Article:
Review of THE SECRET OF LIFE
Franklin, Watson, and the cast of characters that cracked the code
Everyone knows that Rosalind Franklin’s famous Photograph No. 51 was instrumental to James Watson’s eureka moment that led him to finally figuring out the double helix structure of DNA. But there is so much more to the story. And by more, I mean more conflict and more important data.
Howard Markel’s, The Secret of Life: Rosalind Franklin, James Watson, Francis Crick, and the Discovery of DNA's Double Helix, is a phenomenal book that draws on a labyrinth of memoirs, letters, and archives to tell what I think is a very even-handed story of the discovery of DNA in the early 1950s. The famous cast of characters are there – James Watson, Francis Crick, Rosalind Franklin, and Maurice Wilkins – but many less famous figures played an important role in the final race toward the finish line.
Watson and Crick are famously credited with identifying the structure of DNA in the publication of their 1953 paper in Nature. As the story goes, Watson stole Franklin’s data – and specifically her expertly captured x-ray photograph of the now obvious double helix, Photograph No. 51 – cracked the code, and flew off to Sweden to claim his Nobel Prize.
But there is much more to the story, and much more than Photograph No. 51 gave Watson and Crick the vital information they needed to make several inductive leaps to solve the structure of DNA.
In addition to the photograph, Watson and Crick were given a copy of a Kings College internal report (where Franklin worked at the time) that included crucial data from Franklin’s experiments. Also during this time, a nearly invisible character in the story, Jerry Donohue, gave a critical, impromptu biochemistry lesson in their Cambridge office that led to Watson figuring out how to match the base pairs in a stable structure. And, finally, Watson was given an advanced copy of Linus Pauling’s 1953 paper that proposed the first (incorrect) triple-helix model of DNA, giving Watson and Crick a six-week of road before Pauling’s model was publicly shown to be wrong.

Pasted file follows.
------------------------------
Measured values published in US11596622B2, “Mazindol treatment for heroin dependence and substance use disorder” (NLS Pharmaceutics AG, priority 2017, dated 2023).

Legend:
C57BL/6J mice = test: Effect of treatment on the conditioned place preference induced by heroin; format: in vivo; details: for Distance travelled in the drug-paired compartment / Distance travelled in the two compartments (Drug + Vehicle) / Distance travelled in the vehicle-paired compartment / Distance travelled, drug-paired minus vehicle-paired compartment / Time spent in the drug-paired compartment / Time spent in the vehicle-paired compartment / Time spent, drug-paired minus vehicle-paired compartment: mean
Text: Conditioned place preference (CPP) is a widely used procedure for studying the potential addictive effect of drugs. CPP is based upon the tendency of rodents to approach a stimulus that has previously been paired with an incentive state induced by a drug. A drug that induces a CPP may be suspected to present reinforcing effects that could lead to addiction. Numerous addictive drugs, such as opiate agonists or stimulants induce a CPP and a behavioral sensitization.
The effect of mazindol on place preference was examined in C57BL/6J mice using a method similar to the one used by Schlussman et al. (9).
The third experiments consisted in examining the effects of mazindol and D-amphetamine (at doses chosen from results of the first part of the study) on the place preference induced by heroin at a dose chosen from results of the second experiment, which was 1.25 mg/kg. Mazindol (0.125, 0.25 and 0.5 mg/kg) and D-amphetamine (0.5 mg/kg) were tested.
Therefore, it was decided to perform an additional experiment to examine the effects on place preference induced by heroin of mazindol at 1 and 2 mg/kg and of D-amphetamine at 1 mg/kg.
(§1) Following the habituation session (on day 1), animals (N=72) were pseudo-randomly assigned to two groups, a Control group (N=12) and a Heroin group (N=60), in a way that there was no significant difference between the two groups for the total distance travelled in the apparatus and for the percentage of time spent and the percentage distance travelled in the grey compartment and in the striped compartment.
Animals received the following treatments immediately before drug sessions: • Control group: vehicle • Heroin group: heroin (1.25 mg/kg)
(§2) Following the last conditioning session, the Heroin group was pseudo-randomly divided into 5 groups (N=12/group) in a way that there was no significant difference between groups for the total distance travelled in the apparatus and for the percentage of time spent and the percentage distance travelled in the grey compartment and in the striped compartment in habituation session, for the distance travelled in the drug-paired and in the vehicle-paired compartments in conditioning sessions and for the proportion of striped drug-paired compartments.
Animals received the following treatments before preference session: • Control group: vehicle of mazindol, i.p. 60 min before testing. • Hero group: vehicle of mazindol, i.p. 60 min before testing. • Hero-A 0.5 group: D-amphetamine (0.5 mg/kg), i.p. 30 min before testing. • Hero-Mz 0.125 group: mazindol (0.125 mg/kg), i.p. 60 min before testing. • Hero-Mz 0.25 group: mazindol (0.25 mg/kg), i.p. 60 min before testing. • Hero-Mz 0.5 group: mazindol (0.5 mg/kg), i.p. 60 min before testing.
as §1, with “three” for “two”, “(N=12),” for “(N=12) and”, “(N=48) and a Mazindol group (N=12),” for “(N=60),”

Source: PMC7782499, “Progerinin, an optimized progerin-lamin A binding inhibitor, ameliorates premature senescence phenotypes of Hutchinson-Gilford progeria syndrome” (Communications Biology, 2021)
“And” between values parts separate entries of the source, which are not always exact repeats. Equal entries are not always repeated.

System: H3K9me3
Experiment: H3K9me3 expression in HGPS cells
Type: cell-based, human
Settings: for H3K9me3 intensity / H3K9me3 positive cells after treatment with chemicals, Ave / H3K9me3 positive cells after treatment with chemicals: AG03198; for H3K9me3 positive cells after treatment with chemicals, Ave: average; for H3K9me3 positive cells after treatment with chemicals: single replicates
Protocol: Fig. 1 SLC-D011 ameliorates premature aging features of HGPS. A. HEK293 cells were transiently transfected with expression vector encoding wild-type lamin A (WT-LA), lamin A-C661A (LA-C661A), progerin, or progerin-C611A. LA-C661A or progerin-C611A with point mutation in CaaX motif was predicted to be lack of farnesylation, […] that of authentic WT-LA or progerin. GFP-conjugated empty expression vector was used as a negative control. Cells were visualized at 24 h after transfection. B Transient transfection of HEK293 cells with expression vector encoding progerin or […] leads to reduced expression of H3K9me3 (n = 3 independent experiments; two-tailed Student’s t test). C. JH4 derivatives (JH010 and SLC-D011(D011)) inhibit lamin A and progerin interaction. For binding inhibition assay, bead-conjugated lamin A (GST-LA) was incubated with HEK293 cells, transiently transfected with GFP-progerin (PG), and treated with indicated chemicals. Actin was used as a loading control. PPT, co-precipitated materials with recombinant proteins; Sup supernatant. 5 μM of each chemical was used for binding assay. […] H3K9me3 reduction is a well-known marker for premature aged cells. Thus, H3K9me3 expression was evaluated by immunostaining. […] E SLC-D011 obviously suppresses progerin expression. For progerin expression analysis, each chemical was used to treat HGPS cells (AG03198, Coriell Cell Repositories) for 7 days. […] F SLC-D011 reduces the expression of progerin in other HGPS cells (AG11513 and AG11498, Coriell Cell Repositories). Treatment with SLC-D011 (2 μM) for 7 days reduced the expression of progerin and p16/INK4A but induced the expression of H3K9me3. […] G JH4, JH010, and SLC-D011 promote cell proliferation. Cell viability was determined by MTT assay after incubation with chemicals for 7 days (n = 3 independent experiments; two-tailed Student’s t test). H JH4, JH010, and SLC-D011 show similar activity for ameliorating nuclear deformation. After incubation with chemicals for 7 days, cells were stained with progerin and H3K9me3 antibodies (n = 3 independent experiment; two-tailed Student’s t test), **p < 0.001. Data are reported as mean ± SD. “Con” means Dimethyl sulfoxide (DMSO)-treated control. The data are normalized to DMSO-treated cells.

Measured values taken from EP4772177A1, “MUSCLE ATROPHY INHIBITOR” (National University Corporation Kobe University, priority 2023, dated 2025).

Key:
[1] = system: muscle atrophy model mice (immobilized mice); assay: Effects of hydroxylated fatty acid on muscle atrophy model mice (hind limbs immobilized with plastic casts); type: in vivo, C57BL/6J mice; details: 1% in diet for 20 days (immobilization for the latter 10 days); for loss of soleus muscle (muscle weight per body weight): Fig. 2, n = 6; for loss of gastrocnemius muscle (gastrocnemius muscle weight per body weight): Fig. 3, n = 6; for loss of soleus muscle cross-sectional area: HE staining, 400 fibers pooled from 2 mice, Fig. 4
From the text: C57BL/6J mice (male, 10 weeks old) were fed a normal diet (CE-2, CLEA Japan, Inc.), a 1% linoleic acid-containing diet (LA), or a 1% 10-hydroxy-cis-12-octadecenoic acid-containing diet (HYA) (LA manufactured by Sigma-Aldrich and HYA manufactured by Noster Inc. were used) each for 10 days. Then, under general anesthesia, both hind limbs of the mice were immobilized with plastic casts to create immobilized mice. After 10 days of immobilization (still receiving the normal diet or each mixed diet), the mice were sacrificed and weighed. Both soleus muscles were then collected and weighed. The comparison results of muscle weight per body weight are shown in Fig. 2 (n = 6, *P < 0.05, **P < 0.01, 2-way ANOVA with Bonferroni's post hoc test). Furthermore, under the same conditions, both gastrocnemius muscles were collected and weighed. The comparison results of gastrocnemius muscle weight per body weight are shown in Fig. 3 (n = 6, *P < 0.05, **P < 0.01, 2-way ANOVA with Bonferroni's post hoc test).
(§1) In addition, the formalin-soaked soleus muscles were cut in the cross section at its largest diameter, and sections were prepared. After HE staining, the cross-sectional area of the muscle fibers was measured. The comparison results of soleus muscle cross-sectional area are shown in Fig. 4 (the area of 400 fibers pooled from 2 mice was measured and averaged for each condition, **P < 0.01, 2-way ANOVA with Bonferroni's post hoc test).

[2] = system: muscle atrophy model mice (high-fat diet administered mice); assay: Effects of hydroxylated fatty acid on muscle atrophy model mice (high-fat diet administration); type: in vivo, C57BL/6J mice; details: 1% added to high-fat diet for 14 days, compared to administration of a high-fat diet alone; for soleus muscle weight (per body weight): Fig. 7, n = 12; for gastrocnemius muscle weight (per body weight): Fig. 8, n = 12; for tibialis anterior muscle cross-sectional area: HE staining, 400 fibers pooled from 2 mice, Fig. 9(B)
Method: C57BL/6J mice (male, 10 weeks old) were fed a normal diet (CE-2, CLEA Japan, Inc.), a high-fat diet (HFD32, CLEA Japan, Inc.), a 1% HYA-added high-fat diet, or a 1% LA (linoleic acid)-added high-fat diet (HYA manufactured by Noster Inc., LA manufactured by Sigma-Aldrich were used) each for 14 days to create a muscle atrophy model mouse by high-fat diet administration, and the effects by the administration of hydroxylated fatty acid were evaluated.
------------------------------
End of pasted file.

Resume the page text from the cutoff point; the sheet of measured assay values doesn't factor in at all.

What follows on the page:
In short, Watson and Crick got several lucky breaks during the DNA race of the 1950s. And, Rosalind Franklin certainly got her share of unlucky breaks. That said, however, given who knew what and when, in addition to large differences in approaches to solve the problem between Franklin and Watson, I would still put bets on Watson and Crick solving the DNA structure before Franklin would have.
Watson’s book, The Double Helix, is often recommended for those wanting to know the story of one of the greatest biological discoveries of our time. I’ll be honest in that I have not read it, but after reading Markel’s The Secret of Life, I probably won’t. Comparing passages from Watson’s book to the broader collection of information presented here, it’s clear that Watson took many liberties in his recollection of the events. I’d recommend reading The Secret of Life for the discovery story of DNA’s structure as not told by James Watson.
Published: September 2021
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Gene Machine: The Race to Decipher the Secrets of the Ribosome by Venki Ramakrishnan (2018)
The Gene: An Intimate History by Siddhartha Mukherjee (2017)
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